When you have to give up your horse

For several years I’ve worked with CANTER New England, an organization that helps retiring racehorses find new jobs away from the track. In that environment, there’s always the worry that a horse will go to auction (and potentially to slaughter) if it is no longer competitive at the track. For many trainers it is a purely economic decision: some of them don’t have money for dinner, let alone the money to carry a horse that doesn’t perform.

I always thought that most of the show horses and “pets” owned by people I knew were fairly safe. I learned how really wrong I was last December.

Two days before Christmas I got a phone call from a woman I know who co-owned a pony with two other ladies. The other owners had decided that the pony was a liability and they were going to sell her to a “rescue” for a dollar. And, by the way, the pony was leaving the next morning. The kicker for me was that the man who owned the rescue, “John”, wouldn’t provide his full name, the name of his organization or its location. To me, that sounded like a one-way ticket to Canada, maybe with a quick side trip to Crowley’s or New Holland auctions. In short, they panicked.

Let’s be honest, the pony had problems. She had foundered the previous year, which resulted in significant rotation in both front coffin bones. While she was sound, she required corrective shoeing and constant vigilance. But the more immediate issue was one of aggression. She had recently knocked over a woman who had gone into her stall to adjust her blanket, leaving the caregiver with a bloody nose. She had also started to charge people who came into her paddock when she was eating hay. At first, the owners banded together and brought in a friend to provide some round penning work. They talked about sending the pony off site for training. But in the end, two of them had decided the pony was too dangerous to keep. Plus, “John” had promised that he would find the pony a great home, as either a riding pony or a companion. They thought he might even be able to sell her and help them recoup some of the money they had spent on her vet bills.

In the end, “John” didn’t take the pony. I helped the woman who called me find the pony a home with an experienced horse person who came with references, an address, and a commitment to keep the pony forever. She has extensive experience with older horses and ponies and when I toured her facility, her herd looked happy, healthy and looked well cared for. She had a good farrier, a nutritionist and a vet. Finding that home took time and effort. I even included a bitless bridle with the pony as an incentive. I called every person who had owned her, and contacted all of the rescue organizations in my area. I was amazed by how extensive the network of the horse rescues reaches, and I got excellent advice from the people who ran them.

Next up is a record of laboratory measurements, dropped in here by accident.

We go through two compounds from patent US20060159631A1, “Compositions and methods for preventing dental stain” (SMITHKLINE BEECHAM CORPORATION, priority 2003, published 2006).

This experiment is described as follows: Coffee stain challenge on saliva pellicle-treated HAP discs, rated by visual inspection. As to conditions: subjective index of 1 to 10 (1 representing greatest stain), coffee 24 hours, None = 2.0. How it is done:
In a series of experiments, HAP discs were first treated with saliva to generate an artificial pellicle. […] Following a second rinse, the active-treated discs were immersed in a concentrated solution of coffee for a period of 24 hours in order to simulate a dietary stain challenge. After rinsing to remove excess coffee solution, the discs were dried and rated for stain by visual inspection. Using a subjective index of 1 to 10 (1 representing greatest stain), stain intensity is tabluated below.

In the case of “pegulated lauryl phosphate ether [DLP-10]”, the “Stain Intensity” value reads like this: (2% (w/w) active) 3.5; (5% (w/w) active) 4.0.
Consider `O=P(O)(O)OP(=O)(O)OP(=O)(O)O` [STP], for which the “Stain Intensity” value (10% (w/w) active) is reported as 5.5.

In short, what I learned was that you must plan ahead, as much as is possible. There are a lot of people willing to help but you must give them enough time to get the wheels turning. A few of my take aways include:

  • Address behavioral issues as soon as possible. It is much easier to nip a problem in the bud then deal with a horse or pony that becomes dangerous. Bring in a trainer who has experience, don’t rely on your friends.
  • Always call the people who owned the horse or pony before. I had hoped that one of the previous owners would be able to retire this pony to a farm, or would be able to take her back. While that didn’t happen, the previous owners helped as best they could, both with outreach and to help cover expenses.
  • If a situation sounds too good to be true, it usually is. According to the staff at the rescue organizations I spoke to, many owners are dismayed to find out that the kind woman who bought their pony for her daughter/granddaughter for a song (because of the good home), actually took the horse to the nearest auction. Hey, if you only pay $1, then even if you sell for $150 that’s a reasonable profit. If it’s at all possible, charge more for your horse or pony than the kill buyer will pay at auction. Yes, it’s hard to think of a price per pound, but you want to eliminate the profit motive.
  • Tell everyone you know that you need to find a home for your horse or pony. Yes, it might be embarrassing to admit you can’t keep your pet, but think about it, isn’t it worse if people find out you let your pet go to a questionable end? The best way to find a good home is through word of mouth. Ads for free horses in Craig’s list or bulletin boards do not bring out the kind of people who want to give your pony a soft landing.
  • Always, always check references. If possible, inspect the place where your horse will go and make sure that the other animals there are healthy and that they facility is safe.

I came across an excellent article evaluating rescues on Behind the Bit. It contains detailed advice on how to find a legitimate rescue along with links to other resources.
Above all, don’t panic. I know that the people who owned this pony loved her. I’m sure they thought they were making a good decision and that she really would have gone to pony Nirvana. Luckily, she’s gotten pretty close. When I last checked, the pony had settled in nicely to her new home and was not demonstrating aggressive behavior.

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